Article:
Postpartum depression has initially been linked to genes and hormones. However, a new study featured on TIME has found that external factors, such as the mother’s neighborhood and environment, may also trigger emotional turmoil.

Researchers analyzed data on approximately 6,400 women who took part in the 2006 Canadian Maternity Experiences Survey and who came from rural, semi-rural, urban, and semi-urban areas.

The survey revealed that 7.5 percent of women who had given birth shortly before the survey developed postpartum depression. Those who lived in urban areas had the highest depression risk at 10 percent compared with the six percent rate of those in rural areas, the five percent in semi-urban areas, and the seven percent in semi-rural areas.

Aside from the stress that comes with city living, new mothers, especially those who have migrated from faraway places, may feel alone and overwhelmed in a large community, which may result in feelings of helplessness. And although the Internet has made it easier for people to get in touch, experts say that this is not enough. New mothers need all the encouragement they can get and family members can make everything better by simply being there.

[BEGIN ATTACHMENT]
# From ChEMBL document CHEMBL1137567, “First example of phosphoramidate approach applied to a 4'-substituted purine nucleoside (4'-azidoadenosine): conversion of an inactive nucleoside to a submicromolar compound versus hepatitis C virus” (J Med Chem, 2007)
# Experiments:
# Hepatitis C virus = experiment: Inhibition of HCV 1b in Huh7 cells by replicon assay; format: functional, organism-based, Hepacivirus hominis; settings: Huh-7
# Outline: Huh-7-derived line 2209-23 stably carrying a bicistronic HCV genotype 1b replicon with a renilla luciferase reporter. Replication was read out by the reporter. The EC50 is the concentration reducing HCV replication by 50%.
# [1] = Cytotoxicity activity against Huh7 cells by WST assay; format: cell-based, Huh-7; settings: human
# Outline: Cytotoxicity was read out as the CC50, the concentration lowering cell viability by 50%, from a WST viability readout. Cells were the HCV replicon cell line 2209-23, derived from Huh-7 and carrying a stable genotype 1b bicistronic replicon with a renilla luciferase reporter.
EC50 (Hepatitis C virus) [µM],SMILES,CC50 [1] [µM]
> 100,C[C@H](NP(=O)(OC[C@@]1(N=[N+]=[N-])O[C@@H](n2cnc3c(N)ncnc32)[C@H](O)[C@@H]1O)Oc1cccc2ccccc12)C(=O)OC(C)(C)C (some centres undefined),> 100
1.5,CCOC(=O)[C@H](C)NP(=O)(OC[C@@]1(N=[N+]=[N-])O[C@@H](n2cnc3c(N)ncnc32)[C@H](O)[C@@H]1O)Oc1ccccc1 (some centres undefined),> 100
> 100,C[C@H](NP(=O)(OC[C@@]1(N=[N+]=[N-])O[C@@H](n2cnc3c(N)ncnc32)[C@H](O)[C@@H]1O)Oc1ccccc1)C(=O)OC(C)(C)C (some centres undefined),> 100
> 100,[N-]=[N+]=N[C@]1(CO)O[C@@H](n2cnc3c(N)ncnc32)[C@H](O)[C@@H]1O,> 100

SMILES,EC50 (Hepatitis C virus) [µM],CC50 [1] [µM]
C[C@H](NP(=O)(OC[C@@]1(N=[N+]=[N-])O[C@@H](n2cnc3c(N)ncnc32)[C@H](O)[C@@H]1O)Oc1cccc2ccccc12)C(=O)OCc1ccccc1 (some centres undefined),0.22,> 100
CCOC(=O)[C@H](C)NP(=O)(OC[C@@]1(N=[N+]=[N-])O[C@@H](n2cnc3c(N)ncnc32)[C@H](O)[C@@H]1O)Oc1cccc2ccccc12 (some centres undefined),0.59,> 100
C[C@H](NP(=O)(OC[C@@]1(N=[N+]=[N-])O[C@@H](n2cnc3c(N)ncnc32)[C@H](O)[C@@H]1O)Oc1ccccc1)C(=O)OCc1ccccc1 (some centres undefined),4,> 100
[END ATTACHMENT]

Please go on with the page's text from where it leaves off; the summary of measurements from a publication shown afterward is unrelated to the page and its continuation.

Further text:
If you're feeling a bit blue after giving birth? Consider taking an out-of-town trip with loved ones. The fresh air and the company of the people you trust may help make you feel better. After all, postpartum depression may be a clinical condition, but the way to get over it isn't just through medical treatment but through love and support.

(Photo by Venturist via Flickr Creative Commons)

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